Since the protection of minorities is one of the grundnorm/salient features of our Constitution as explained in PLD 2015 SC 401, therefore the omission of section 7 of Divorce Act 1869 through Federal Laws (Revision & Declaration), Ordinance 1981 should be declared unconstitutional as well as null and void ab initio. Therefore the omitted section 7 of Divorce Act 1869 should be revived.

It is a debacle that for more than 30 years not a single law has been passed for the protection of minorities/ Christians and it has been over more than 145 years that the Divorce Act 1869 has not been reformed whereas in other countries like  India, Divorce Act 1869 has been reformed by relying on Section 7. Unfortunately we live in a country where parliamentarians are more concerned about their perks and privileges and heed no attention towards common man’s issue. It is also notable that there is no regulatory mechanism with respect to the registration of marriages as well as divorces that took place between a Christian man and woman in this country.

All these issues are now before the honourable Lahore High Court which is faced with a situation to exercise its judicial review powers and declare the Ordinance 1981, issued by the dictator, unconstitutional and also to issue directions to the government of Punjab as well as Federation regarding registration of Christian marriages. The court has also issued notices to Mr Alexander John Malik (Bishop) and Mr Irfan Jamil, who belong to the clergy, to seek their opinion. Now the question arises whether the opinion of the clergy is binding on the court and the petitioner who has impugned the Ordinance.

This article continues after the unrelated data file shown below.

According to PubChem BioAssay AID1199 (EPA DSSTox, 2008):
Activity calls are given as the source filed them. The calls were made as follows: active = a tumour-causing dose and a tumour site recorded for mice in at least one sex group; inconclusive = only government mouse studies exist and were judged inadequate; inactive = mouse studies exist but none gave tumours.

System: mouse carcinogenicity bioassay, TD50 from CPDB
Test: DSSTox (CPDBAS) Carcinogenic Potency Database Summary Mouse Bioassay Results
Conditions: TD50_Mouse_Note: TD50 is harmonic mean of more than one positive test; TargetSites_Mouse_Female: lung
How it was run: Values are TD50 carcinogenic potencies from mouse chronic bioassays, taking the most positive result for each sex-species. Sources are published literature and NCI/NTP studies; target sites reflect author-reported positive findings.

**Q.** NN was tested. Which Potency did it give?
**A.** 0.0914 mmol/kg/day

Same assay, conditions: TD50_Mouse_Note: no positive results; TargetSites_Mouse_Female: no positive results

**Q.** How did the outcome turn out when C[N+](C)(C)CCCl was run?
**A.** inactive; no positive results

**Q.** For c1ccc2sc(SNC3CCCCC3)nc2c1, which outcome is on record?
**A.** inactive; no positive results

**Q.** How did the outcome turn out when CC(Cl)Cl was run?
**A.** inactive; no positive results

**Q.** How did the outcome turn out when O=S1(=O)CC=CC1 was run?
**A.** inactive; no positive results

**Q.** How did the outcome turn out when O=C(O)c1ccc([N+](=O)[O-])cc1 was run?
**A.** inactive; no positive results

The Supreme Court in its landmark judgment, PLD 2014 SC 699, has held that an individual is neither bound by the opinion of the majority sect nor by the view of the minority sect. It is the individual’s own conscience that will determine his or her religious point of view on faith, not the clergy’s.

All in all, I can say, at this juncture, that this is a riddle which is now before the honourable Lahore High Court. I hope the honourable Lahore High Court takes initiative to resolve this conundrum, by the exercise of judicial review powers under Article 199 of the Constitution, rather passing the buck on to the legislature. Let see what Ameen Masih achieves in the end, the pursuit of happiness or ending up living with the same woman, which would be akin to living a life of agony and constant pain.


The writer is appearing as counsel in this case titled Ameen Masih versus Federation of Pakistan etc, on behalf of the petitioner.

The views expressed in this article are those of the author and do not necessarily represent the views of or any organization with which he might be associated.

Sheraz Zaka

Author: Sheraz Zaka

The writer is a constitutional lawyer, human rights activist and teacher. He holds an LLM degree from Cardiff University. He can be reached at [email protected]